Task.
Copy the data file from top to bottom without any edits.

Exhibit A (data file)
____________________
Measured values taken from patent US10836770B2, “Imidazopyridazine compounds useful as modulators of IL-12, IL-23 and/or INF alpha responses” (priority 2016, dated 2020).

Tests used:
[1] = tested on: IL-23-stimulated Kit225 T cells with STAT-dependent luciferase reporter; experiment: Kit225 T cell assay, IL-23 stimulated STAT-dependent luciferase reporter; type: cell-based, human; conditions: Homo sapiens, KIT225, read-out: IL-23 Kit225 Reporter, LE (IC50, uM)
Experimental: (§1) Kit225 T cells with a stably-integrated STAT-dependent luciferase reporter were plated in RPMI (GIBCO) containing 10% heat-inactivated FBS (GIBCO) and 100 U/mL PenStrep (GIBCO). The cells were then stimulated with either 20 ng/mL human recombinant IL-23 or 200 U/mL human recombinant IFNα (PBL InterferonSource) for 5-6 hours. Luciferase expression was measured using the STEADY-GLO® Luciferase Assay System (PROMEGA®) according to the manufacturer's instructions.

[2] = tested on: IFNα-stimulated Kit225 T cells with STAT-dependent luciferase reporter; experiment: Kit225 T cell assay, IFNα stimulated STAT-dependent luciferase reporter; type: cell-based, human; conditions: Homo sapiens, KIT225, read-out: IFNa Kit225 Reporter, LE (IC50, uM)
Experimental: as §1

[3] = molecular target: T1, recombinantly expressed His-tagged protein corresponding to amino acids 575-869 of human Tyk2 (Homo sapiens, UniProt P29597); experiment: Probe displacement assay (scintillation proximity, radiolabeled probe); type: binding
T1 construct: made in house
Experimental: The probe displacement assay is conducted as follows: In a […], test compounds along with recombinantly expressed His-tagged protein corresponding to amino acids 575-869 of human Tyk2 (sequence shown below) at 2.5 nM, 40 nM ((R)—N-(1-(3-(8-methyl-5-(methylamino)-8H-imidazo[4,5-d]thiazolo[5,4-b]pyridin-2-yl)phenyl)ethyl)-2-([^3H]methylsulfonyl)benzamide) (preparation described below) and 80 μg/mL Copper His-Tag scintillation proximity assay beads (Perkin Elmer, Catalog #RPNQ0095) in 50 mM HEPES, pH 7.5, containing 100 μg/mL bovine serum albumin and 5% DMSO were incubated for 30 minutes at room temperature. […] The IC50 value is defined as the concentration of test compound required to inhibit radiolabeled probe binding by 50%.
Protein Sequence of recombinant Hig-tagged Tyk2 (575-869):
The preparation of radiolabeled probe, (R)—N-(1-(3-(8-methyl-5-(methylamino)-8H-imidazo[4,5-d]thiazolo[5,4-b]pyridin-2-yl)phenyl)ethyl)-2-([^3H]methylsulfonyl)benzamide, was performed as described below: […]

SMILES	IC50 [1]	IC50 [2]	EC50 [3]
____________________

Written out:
Measured values taken from patent US10836770B2, “Imidazopyridazine compounds useful as modulators of IL-12, IL-23 and/or INF alpha responses” (priority 2016, dated 2020).

Tests used:
[1] = tested on: IL-23-stimulated Kit225 T cells with STAT-dependent luciferase reporter; experiment: Kit225 T cell assay, IL-23 stimulated STAT-dependent luciferase reporter; type: cell-based, human; conditions: Homo sapiens, KIT225, read-out: IL-23 Kit225 Reporter, LE (IC50, uM)
Experimental: (§1) Kit225 T cells with a stably-integrated STAT-dependent luciferase reporter were plated in RPMI (GIBCO) containing 10% heat-inactivated FBS (GIBCO) and 100 U/mL PenStrep (GIBCO). The cells were then stimulated with either 20 ng/mL human recombinant IL-23 or 200 U/mL human recombinant IFNα (PBL InterferonSource) for 5-6 hours. Luciferase expression was measured using the STEADY-GLO® Luciferase Assay System (PROMEGA®) according to the manufacturer's instructions.

[2] = tested on: IFNα-stimulated Kit225 T cells with STAT-dependent luciferase reporter; experiment: Kit225 T cell assay, IFNα stimulated STAT-dependent luciferase reporter; type: cell-based, human; conditions: Homo sapiens, KIT225, read-out: IFNa Kit225 Reporter, LE (IC50, uM)
Experimental: as §1

[3] = molecular target: T1, recombinantly expressed His-tagged protein corresponding to amino acids 575-869 of human Tyk2 (Homo sapiens, UniProt P29597); experiment: Probe displacement assay (scintillation proximity, radiolabeled probe); type: binding
T1 construct: made in house
Experimental: The probe displacement assay is conducted as follows: In a […], test compounds along with recombinantly expressed His-tagged protein corresponding to amino acids 575-869 of human Tyk2 (sequence shown below) at 2.5 nM, 40 nM ((R)—N-(1-(3-(8-methyl-5-(methylamino)-8H-imidazo[4,5-d]thiazolo[5,4-b]pyridin-2-yl)phenyl)ethyl)-2-([^3H]methylsulfonyl)benzamide) (preparation described below) and 80 μg/mL Copper His-Tag scintillation proximity assay beads (Perkin Elmer, Catalog #RPNQ0095) in 50 mM HEPES, pH 7.5, containing 100 μg/mL bovine serum albumin and 5% DMSO were incubated for 30 minutes at room temperature. […] The IC50 value is defined as the concentration of test compound required to inhibit radiolabeled probe binding by 50%.
Protein Sequence of recombinant Hig-tagged Tyk2 (575-869):
The preparation of radiolabeled probe, (R)—N-(1-(3-(8-methyl-5-(methylamino)-8H-imidazo[4,5-d]thiazolo[5,4-b]pyridin-2-yl)phenyl)ethyl)-2-([^3H]methylsulfonyl)benzamide, was performed as described below: […]

SMILES	IC50 [1]	IC50 [2]	EC50 [3]